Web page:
Kibbe said Department of Public Health commissioner Cheryl Bartlett, who took over the agency in May, has ordered a full review of its practices — including an analysis of any past quorum violations — and will determine whether further action is needed.

Still, Kibbe attributed most of the apparent violations, such as the one involving the nursing home administrators’ board, to ambiguity in the law.

The statute says “a simple majority of the members” are needed for a quorum — but Kibbe noted it does not explicitly say whether that means a majority of people currently serving on the board or a majority of all the positions (including unfilled seats).

Kibbe said the agency had a longstanding policy of advising boards that they only needed a majority of people actually sitting on the board for a quorum, reducing the number necessary for boards with empty seats. For instance, if a five-member board had two vacancies, agency staff reasoned, the panel only needed two people to form a majority, instead of the usual three.

But the Massachusetts attorney general’s office recently issued guidance explaining that vacancies do not lower the number of members needed for a quorum, citing a 1982 state Appeals Court decision.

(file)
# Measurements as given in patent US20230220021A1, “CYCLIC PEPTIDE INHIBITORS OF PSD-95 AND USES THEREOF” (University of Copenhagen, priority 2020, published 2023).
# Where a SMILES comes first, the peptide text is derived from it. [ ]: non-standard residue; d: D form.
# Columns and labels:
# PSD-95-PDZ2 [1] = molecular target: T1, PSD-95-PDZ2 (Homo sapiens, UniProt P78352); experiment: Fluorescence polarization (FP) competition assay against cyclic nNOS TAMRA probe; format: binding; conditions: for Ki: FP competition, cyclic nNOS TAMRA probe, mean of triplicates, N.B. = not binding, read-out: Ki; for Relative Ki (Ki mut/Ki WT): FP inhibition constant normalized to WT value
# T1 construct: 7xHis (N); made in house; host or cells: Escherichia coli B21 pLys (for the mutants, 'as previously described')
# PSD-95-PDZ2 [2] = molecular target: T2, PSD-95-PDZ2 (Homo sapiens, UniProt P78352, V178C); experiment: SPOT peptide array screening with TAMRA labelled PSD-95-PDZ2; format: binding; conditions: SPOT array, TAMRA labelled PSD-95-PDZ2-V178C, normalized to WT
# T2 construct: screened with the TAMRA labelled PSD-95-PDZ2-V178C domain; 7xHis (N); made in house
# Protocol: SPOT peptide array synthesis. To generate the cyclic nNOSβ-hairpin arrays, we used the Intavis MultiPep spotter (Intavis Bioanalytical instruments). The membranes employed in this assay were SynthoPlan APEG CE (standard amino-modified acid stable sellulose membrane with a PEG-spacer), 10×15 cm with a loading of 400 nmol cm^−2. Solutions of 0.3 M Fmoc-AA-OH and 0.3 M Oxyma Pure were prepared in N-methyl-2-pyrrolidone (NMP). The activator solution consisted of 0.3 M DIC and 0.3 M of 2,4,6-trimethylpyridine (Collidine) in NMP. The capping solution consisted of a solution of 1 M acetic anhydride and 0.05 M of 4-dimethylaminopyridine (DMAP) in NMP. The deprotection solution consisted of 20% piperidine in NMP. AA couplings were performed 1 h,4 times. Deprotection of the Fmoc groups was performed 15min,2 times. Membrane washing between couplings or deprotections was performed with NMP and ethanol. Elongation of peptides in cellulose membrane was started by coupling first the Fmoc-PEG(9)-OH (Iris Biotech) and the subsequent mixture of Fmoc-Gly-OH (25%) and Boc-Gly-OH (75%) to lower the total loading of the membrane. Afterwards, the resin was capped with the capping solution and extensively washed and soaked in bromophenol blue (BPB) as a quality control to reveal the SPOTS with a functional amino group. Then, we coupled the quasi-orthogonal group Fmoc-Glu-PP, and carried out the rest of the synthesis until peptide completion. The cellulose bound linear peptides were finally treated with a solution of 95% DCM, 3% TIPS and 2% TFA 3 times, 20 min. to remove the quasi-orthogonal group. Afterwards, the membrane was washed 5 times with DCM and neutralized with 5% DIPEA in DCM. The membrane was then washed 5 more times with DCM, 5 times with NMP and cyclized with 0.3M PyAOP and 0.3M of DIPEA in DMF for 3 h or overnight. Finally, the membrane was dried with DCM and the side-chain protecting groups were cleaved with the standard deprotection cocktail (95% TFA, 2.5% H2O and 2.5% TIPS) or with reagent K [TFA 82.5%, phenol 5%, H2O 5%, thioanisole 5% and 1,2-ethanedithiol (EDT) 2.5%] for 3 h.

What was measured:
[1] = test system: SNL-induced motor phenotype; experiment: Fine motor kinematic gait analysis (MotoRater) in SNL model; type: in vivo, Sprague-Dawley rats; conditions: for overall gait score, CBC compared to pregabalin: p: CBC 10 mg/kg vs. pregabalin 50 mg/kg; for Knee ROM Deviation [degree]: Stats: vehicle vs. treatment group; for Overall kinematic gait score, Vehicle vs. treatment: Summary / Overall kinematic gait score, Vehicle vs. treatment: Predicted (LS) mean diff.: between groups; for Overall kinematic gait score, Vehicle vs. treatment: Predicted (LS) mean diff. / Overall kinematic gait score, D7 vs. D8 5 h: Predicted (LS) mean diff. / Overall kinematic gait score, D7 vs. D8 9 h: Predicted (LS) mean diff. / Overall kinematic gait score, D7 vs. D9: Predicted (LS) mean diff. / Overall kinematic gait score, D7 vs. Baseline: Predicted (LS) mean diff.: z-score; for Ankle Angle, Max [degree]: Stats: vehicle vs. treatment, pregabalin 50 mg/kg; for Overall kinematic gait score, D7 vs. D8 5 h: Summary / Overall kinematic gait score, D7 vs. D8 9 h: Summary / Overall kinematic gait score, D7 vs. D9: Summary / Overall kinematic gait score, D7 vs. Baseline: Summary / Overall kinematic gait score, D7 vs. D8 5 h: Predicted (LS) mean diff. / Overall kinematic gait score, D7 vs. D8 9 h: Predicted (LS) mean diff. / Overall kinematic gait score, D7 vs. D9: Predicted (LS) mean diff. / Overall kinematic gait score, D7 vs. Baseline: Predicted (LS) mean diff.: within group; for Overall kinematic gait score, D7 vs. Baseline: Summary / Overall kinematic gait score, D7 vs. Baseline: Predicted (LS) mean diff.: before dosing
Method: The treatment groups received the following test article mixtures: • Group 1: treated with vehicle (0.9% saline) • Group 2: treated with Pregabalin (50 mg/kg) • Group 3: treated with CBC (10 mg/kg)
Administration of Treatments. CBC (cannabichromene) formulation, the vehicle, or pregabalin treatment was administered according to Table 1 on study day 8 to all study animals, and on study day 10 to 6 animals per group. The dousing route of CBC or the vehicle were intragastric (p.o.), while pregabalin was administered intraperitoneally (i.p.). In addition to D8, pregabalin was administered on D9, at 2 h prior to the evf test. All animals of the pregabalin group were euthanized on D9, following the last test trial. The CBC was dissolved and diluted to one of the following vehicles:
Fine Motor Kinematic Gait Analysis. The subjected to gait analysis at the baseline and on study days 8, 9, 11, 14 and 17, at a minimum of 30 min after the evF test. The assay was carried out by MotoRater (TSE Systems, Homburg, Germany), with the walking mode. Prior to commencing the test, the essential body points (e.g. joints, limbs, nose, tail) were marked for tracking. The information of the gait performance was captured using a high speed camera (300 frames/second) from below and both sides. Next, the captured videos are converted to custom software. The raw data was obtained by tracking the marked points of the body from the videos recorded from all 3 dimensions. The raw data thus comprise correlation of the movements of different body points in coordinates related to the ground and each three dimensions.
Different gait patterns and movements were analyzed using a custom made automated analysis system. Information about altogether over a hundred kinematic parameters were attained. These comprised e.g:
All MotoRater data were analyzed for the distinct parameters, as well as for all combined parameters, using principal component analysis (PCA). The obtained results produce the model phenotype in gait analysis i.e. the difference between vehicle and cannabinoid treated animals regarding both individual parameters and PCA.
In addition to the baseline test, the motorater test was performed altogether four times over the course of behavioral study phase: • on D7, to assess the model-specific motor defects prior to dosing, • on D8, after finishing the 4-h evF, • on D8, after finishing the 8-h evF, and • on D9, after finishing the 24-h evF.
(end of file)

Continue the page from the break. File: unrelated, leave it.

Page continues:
“When there is a vacancy on a public body, a quorum is still measured by the number of members of the public body as constituted,” the attorney general’s office noted, except when a statute for a specific board says otherwise. The office issued the guidance in February after receiving questions about what the law meant, but a spokesman said the guidance applies broadly to meetings since July 1, 2010, when the attorney general’s office assumed responsibility for interpreting and enforcing the Open Meeting Law .

Kibbe said the Department of Public Health will follow the attorney general’s guidance going forward, but it still believes its old interpretation was valid for past meetings, including the nursing home administrators meeting in January. “We don’t believe any further action is needed,” he said.

Still, Kibbe acknowledged that three other boards met when it was clear they did not have a quorum.

For instance, the law for the board of perfusionists — who operate heart-lung machines during surgery — flatly says “a quorum shall consist of four members present.” But the board still met with just three members to approve new licenses in October 2011, according to board minutes.